For the nth time, Traffic Ramaswamy went to jail for a public cause and has stormed out in his imitable style.
Barely 12 hours after the Madras High Court granted bail to Traffic Ramaswamy, the octogenarian activist is back in his dingy little one-room office behind the kitchen of the Ramakrishna Lunch Home in Parrys doing wha
t he loves -- preparing PIL petitions to be filed at the HC
over the week.
“I am preparing a petition against the city police for unlawfully arresting me without even informing my personal security guard. They think I will be intimidated but such acts only make me stronger. I am going to ensure that the police officers who arrested me face the music,” says Ramaswamy sitting behind a large computer screen and piles of files dumped on his work table. His secretary Stella Yogambal sits behind another computer screen at the other end of the room sorting letters and documents sent by well wishers and fans.
Going to jail for a public cause is nothing new for this frail, bespectacled man. “This is my ninth jail visit. I see this as a vacation. Since I never take any rest, jail visits ensure that I take a break from work,” he says.
The last time Traffic Ramaswamy went to jail was in 2008 during the DMK regime when he threatened to file a petition in the Supreme Court seeking dissolution of the state government citing a law and order failure. He had to go on an indefinite hunger strike forcing CM Karunanidhi to order his release. Ramaswamy still recalls that incident with pride.
His public life began in 1971 when he resigned from BNC Mills and his wife stopped him from going for any other work with a promise of Rs. 5/day as pocket money. “It was then I took to regulating traffic in the Parrys, Vepery area. Twenty years later, the police recognized me when former DGP Walter Dawaram gave me a police identity card for my service,” he says. It was then Ramaswamy became Traffic Ramaswamy.
In 1998, when the city police made the roads surrounding Madras High Court as a one-way traffic route, several residents opposed the move tooth and nail as it was life threatening to pedestrians who tried to cross the wide roads.
“When the first person was killed in a road mishap barely days after changing the traffic to one-way, I filed my first PIL at the Madras HC seeking a return of two-way traffic as it was anti-pedestrian. The HC delivered its verdict in favour of TrafficRamaswamy and the roads surrounding the HC were open for two-way traffic again. A total of 21 persons had died while crossing the road during this period, he says.
Since then Traffic Ramaswamy has filed hundreds of PILs at the HC and SC against motorized-fish carts, illegal hoardings and countless other public menace and has even secured dozens of orders favourably.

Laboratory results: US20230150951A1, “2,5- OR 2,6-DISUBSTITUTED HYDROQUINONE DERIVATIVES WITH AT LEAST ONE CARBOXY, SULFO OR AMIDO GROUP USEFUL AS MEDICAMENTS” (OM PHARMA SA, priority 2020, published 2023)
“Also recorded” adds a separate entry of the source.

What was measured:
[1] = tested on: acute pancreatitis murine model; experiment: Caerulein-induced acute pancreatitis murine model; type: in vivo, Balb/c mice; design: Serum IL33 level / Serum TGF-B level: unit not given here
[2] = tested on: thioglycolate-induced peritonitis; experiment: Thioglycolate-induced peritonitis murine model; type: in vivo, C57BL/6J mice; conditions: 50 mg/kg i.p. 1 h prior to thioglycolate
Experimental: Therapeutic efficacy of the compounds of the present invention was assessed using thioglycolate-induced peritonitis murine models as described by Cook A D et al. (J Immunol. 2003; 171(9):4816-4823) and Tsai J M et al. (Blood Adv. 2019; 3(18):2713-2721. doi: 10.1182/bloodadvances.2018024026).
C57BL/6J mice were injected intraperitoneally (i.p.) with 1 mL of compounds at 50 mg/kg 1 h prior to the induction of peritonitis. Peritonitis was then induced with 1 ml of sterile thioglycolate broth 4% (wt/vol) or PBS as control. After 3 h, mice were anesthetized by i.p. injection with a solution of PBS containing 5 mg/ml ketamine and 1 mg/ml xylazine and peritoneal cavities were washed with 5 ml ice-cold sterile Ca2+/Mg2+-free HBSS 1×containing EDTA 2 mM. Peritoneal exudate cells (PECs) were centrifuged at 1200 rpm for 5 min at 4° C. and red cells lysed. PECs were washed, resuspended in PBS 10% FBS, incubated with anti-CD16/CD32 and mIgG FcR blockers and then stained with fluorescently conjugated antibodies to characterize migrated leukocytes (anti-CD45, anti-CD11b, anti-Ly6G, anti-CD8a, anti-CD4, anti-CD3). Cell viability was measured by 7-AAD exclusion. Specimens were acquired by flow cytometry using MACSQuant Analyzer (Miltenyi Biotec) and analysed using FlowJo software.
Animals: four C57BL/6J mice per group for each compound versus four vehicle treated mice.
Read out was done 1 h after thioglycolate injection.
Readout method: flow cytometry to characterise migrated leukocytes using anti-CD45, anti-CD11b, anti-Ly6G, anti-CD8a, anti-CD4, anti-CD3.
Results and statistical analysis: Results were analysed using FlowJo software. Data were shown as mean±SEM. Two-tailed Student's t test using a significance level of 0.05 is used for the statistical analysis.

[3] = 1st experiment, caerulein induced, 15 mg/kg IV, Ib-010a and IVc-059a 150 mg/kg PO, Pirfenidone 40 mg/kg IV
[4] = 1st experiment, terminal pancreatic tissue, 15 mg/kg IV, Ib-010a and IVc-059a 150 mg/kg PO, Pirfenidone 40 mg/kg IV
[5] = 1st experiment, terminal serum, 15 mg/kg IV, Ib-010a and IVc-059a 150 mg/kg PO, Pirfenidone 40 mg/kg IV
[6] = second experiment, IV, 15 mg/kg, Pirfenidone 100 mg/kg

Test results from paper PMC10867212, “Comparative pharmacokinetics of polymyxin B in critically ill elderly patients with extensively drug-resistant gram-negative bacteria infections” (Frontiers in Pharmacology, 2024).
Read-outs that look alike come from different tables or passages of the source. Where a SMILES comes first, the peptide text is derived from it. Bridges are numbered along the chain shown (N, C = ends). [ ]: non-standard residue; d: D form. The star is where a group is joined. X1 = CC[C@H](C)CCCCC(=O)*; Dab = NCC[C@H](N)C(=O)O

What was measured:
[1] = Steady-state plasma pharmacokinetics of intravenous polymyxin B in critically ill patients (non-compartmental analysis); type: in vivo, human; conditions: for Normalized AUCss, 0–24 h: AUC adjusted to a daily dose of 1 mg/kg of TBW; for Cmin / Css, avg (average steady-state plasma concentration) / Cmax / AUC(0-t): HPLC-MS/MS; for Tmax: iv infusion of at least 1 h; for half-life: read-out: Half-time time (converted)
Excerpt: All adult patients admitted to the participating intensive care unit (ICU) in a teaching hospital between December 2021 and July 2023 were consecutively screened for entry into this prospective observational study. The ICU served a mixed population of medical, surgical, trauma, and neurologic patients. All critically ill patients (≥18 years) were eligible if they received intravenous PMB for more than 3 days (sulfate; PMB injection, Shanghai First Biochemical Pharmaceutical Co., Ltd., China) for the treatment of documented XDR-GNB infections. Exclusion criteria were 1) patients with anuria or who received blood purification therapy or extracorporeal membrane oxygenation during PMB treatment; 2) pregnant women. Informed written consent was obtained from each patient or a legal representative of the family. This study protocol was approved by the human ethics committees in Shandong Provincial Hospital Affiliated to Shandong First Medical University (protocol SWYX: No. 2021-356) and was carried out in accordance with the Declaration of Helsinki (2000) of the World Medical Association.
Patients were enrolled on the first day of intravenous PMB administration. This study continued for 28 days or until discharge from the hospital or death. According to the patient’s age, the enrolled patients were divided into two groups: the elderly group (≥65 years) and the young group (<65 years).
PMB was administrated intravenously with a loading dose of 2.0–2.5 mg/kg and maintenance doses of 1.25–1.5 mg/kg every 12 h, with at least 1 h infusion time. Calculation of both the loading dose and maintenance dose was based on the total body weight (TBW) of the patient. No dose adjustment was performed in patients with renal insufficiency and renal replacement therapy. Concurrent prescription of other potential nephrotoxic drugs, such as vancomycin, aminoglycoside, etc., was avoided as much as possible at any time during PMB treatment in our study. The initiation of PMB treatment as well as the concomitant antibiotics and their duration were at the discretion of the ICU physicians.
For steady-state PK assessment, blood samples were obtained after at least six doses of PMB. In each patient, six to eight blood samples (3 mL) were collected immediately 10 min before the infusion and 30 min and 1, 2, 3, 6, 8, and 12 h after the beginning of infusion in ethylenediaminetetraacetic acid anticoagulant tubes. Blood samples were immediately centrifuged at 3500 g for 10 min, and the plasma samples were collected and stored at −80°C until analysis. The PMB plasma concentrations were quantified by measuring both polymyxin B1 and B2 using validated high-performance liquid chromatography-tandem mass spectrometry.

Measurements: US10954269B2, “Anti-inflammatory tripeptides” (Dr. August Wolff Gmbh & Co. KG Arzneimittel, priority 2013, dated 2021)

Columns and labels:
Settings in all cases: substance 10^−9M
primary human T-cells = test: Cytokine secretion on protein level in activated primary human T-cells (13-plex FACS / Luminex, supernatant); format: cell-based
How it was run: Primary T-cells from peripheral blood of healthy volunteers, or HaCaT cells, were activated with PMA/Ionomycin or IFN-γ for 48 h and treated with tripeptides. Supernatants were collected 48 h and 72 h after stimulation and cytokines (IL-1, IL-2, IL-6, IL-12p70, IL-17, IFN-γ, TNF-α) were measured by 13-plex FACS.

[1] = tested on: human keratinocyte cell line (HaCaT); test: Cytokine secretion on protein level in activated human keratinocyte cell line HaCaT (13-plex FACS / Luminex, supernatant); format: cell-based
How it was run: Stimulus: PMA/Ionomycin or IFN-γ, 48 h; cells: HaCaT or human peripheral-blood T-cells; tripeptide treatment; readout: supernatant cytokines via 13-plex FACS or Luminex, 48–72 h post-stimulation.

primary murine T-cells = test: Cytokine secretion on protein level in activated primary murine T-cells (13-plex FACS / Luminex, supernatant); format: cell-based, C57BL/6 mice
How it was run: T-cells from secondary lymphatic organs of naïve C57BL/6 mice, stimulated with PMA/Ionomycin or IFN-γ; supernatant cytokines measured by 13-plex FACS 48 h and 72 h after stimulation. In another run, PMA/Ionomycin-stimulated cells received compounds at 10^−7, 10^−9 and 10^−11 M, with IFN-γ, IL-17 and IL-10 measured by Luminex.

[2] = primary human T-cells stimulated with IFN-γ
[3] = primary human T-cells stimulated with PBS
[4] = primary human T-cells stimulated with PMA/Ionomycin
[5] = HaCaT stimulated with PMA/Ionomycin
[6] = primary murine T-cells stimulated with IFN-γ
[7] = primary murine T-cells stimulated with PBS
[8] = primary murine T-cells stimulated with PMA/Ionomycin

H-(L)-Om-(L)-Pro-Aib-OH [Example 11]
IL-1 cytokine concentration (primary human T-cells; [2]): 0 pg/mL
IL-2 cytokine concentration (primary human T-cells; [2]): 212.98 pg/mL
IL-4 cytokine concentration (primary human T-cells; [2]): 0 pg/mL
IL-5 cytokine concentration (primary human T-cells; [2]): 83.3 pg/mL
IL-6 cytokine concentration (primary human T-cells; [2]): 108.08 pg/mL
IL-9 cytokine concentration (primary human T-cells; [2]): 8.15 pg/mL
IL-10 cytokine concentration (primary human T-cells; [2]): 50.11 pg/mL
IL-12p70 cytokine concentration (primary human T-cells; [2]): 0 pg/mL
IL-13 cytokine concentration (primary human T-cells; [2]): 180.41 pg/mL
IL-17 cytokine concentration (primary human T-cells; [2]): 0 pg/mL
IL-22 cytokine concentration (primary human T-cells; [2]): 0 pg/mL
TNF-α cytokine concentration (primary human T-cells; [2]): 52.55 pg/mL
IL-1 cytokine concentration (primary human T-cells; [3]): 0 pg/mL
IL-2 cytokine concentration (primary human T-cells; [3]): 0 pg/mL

Over the years, the number of people who approach this activist for his advice and counseling has also increased. On an average, he gets 10 to 15 petitions every day. If the activist felt that the petitioner was genuine, then he would intervene and help.
A few months ago, this octogenarian who has been living away from his family for several years now since his run-ins with law, even sorted out a matrimonial dispute between an elderly couple in Virugambakkam.
At 82, the man works from dawn to dusk and leaves home at 6.30 am every day only to return home long after sun down. His work begins during his morning commute when he searches for hoardings along the way.
“Even this morning, I found two hoardings erected on Habibullah Road on my way to work and have alerted the corporation. If they don’t tear them down, I will,” says Traffic.
Ramaswamy has been tearing apart hoardings erected on roads for the past several years including those of former CMs Karunanidhi and Jayalalithaa with equal disdain since he secured a ruling against them. While he has received several threats from political leaders in the past, the activist’s resolve and clout has only increased over the years. He has won several admirers and followers across the state for his relentless pursuits in public interest which include former deputy CM MK Stalin who visited him at the Royapettah government hospital a few days ago to check on his health.
Does this restless man ever plan to retire like normal folks? “No way,” says Ramasamy. “I will work every day till I die and will live up to 120 years. It is the wish of the people that I live so long as I am public property.”